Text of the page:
In front of only 1,754 patrons, Mets southpaw Pete Falcone beats the Pirates in the season's last game at Shea Stadium, 3-1. It is the smallest crowd ever to attend a game at the Flushing ballpark, 33 fewer fans than yesterday.
Yankees first baseman Don Mattingly wins the American League batting title with a .343 average, finishing three points higher than teammate Dave Winfield. It the first of six consecutive seasons that 'Donnie Baseball' will finish hitting over .300, but will prove to be his only batting crown during a 14-year major league career.
On the final day of the season, Mike Witt uses only 97 pitches to retire 27 consecutive hitters. The Angels' hurler throws the perfect game against the Rangers and beats Charlie Hough on an unearned run, 1-0.
Trying to circumvent the Mariners' 'escape clause,' which is based on attendance at the Kingdome, the King County Council attempts to modify the deal it made with the team. A proposed amendment, making it necessary for the club to play .500 ball before a move could be considered, a record the M's have never achieved, angers owner George Argyros so much he threatens to move the team out of Seattle.
Dave Stewart becomes a 20-game winner when the A’s beat Cleveland at Oakland-Alameda County Coliseum, 4-3. The thirty year-old right hander, who spent the first decade of his career in the bullpen, will also earn twenty or more victories in the next three seasons.
Joining Tom Seaver, Jerry Koosman and Dwight 'Doc' Gooden, David Cone improves his record to 20-3, becoming the fourth pitcher in Mets history to win twenty games in a season. After his 4-2 complete-game victory against the Cardinals, the 25 year-old right-hander is congratulated by a surprise visitor to the Shea Stadium dugout, former president Richard Nixon.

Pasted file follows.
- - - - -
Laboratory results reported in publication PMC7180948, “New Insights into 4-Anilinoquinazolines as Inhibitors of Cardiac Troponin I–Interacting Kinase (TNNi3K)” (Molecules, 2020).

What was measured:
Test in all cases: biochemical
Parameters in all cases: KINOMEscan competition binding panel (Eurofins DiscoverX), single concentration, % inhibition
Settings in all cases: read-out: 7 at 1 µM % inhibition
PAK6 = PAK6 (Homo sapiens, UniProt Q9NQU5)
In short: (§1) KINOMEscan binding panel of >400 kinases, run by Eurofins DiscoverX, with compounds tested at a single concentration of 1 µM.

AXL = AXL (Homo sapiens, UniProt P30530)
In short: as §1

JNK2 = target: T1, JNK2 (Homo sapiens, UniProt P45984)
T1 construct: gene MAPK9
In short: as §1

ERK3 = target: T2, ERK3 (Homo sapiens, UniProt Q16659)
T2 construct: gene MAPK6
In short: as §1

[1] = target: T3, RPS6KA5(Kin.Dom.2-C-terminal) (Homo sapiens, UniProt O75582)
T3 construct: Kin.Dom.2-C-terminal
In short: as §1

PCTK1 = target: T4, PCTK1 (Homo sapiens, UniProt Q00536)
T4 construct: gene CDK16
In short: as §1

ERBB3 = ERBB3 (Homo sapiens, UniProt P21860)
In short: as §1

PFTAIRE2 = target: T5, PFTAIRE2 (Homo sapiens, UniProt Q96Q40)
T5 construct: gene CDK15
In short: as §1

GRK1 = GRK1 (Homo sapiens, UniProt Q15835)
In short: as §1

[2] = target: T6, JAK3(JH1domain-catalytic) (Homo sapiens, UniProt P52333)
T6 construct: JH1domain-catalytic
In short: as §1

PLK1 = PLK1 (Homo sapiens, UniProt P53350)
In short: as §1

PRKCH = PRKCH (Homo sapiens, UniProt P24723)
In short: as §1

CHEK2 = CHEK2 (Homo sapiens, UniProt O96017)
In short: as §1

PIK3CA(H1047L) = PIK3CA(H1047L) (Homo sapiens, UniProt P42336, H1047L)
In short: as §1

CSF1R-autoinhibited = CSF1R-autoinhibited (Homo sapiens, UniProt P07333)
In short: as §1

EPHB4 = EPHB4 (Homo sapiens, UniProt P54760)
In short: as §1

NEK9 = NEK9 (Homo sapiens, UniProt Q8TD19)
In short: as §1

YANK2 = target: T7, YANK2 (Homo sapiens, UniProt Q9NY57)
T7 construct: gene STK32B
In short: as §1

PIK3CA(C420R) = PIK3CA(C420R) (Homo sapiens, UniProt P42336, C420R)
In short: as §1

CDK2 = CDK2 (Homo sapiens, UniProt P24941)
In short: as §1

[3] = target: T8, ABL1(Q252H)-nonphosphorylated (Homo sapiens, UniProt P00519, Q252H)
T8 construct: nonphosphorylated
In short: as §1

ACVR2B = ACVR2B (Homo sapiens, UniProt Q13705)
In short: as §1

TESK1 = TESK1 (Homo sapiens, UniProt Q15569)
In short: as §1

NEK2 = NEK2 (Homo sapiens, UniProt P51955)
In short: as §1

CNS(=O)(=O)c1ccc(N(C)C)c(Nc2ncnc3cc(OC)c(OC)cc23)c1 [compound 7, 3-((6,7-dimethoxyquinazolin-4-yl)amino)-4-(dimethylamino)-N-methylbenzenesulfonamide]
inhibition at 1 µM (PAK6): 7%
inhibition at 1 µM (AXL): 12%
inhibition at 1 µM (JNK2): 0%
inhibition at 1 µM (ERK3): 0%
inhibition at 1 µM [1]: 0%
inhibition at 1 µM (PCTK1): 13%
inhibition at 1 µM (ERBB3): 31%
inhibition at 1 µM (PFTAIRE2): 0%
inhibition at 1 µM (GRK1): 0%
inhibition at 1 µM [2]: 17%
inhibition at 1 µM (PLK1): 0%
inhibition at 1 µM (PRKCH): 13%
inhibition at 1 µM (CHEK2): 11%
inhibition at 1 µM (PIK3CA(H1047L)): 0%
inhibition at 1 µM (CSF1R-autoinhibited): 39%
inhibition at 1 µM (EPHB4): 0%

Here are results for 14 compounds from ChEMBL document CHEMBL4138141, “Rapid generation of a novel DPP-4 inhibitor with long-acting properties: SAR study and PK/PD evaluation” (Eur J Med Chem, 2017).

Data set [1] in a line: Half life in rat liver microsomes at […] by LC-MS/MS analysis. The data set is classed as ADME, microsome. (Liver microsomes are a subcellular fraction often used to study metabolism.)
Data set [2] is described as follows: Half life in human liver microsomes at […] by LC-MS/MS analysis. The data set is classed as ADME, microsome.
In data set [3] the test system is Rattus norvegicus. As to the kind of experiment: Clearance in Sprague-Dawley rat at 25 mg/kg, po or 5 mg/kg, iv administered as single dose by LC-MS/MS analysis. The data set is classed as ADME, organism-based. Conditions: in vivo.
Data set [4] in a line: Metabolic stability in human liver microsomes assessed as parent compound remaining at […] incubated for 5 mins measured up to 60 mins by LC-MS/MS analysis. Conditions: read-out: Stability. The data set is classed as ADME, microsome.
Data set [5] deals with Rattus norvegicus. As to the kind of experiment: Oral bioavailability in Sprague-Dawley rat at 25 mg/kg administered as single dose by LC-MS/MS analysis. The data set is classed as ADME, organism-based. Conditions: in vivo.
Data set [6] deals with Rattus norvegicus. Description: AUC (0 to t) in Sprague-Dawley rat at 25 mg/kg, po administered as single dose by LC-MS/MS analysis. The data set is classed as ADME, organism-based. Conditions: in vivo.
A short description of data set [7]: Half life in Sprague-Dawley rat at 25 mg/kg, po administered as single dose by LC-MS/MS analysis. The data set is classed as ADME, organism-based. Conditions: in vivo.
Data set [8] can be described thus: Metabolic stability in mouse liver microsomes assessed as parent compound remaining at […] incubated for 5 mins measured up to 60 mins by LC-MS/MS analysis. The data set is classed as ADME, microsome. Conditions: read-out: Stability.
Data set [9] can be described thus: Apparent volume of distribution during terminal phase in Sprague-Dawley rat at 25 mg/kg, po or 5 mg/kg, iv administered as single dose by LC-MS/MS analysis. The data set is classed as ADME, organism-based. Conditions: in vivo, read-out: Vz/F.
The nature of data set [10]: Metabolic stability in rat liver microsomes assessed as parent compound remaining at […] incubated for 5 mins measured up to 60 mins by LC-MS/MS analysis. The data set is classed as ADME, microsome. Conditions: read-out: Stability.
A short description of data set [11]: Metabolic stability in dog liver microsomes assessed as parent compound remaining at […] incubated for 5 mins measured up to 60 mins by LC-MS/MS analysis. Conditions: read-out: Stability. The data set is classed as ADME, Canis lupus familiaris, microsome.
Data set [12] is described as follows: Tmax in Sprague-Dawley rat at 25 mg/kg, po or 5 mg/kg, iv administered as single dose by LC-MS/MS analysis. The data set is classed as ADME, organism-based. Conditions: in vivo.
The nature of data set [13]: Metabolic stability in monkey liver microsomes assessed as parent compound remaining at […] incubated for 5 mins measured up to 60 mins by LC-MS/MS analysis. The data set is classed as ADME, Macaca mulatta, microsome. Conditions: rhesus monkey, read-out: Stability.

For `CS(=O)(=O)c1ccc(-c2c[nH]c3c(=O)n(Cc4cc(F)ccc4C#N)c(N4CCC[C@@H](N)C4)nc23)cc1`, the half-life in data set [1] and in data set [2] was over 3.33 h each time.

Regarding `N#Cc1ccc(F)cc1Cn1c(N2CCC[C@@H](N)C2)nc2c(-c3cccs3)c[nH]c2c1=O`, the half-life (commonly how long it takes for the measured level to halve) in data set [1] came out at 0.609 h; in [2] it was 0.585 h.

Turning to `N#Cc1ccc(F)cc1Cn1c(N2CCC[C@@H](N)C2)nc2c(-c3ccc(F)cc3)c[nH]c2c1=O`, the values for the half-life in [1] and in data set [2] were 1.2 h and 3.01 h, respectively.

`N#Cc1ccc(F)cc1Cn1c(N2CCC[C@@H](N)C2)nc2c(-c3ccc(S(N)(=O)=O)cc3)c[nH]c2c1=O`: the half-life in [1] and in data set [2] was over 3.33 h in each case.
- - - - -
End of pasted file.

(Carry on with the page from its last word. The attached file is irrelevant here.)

At Wrigley Field, President Ronald Reagan throws out two ceremonial first pitches prior to the Cubs' 10-9 loss to the Pirates. 'Dutch', a former play-by-play announcer, then participates in the broadcast with Harry Caray, spending the first inning and a half in the WGN booth.
In the ninth inning of a 2-0 three-hit loss to Nolan Ryan and the Rangers, Angels shortstop Dick Schofield strikes out looking, becoming the right-hander's 300th victim of the season. It is the sixth time the 'Ryan Express' has reached the plateau, but the first since striking out 341 batters in 1977.
Ending a 43-year relationship with Major League Baseball, NBC airs its final regular season Game of the Week. The contest, which features the Blue Jays clinching the AL East title with a 4-3 victory over the Orioles at the SkyDome, is the 981st broadcast of a weekly tradition which began in 1947.
Baltimore, after spending nearly three months in first place, is eliminated from the pennant race on the next-to-last day of the season when they suffer their second consecutive one-run loss to Toronto, allowing the Blue Jays to clinch first place in the AL East. The young group of players known as the "Why Not?" Orioles, led by Frank Robinson, improved in the standings by 32.5 games from their last-place finish last season.
The final game is played at old Comiskey Park with the White Sox edging the Mariners, 2-1. The final regular-season won-loss record at the old ballpark is 3,024-2,926 (.508).